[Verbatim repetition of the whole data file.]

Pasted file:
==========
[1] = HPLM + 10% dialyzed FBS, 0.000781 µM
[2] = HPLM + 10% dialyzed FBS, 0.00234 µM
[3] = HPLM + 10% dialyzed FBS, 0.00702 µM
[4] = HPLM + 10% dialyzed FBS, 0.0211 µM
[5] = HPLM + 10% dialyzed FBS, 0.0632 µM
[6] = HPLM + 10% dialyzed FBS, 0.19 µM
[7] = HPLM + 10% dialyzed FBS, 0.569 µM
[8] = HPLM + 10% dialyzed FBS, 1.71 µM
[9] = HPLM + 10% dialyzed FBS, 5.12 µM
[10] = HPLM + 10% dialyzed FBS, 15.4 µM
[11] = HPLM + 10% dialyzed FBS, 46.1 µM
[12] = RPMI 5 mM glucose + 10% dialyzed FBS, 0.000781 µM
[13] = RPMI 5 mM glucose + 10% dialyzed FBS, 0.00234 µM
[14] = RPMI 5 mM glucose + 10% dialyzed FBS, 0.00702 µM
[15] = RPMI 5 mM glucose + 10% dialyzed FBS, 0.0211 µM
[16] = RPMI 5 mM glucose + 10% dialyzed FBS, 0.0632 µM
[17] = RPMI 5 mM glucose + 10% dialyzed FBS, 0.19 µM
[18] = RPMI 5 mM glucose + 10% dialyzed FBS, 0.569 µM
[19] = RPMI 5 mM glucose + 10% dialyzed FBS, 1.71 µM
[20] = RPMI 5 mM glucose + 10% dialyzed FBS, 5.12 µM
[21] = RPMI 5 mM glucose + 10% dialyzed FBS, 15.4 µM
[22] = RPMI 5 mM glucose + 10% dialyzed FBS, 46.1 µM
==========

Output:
[1] = HPLM + 10% dialyzed FBS, 0.000781 µM
[2] = HPLM + 10% dialyzed FBS, 0.00234 µM
[3] = HPLM + 10% dialyzed FBS, 0.00702 µM
[4] = HPLM + 10% dialyzed FBS, 0.0211 µM
[5] = HPLM + 10% dialyzed FBS, 0.0632 µM
[6] = HPLM + 10% dialyzed FBS, 0.19 µM
[7] = HPLM + 10% dialyzed FBS, 0.569 µM
[8] = HPLM + 10% dialyzed FBS, 1.71 µM
[9] = HPLM + 10% dialyzed FBS, 5.12 µM
[10] = HPLM + 10% dialyzed FBS, 15.4 µM
[11] = HPLM + 10% dialyzed FBS, 46.1 µM
[12] = RPMI 5 mM glucose + 10% dialyzed FBS, 0.000781 µM
[13] = RPMI 5 mM glucose + 10% dialyzed FBS, 0.00234 µM
[14] = RPMI 5 mM glucose + 10% dialyzed FBS, 0.00702 µM
[15] = RPMI 5 mM glucose + 10% dialyzed FBS, 0.0211 µM
[16] = RPMI 5 mM glucose + 10% dialyzed FBS, 0.0632 µM
[17] = RPMI 5 mM glucose + 10% dialyzed FBS, 0.19 µM
[18] = RPMI 5 mM glucose + 10% dialyzed FBS, 0.569 µM
[19] = RPMI 5 mM glucose + 10% dialyzed FBS, 1.71 µM
[20] = RPMI 5 mM glucose + 10% dialyzed FBS, 5.12 µM
[21] = RPMI 5 mM glucose + 10% dialyzed FBS, 15.4 µM
[22] = RPMI 5 mM glucose + 10% dialyzed FBS, 46.1 µM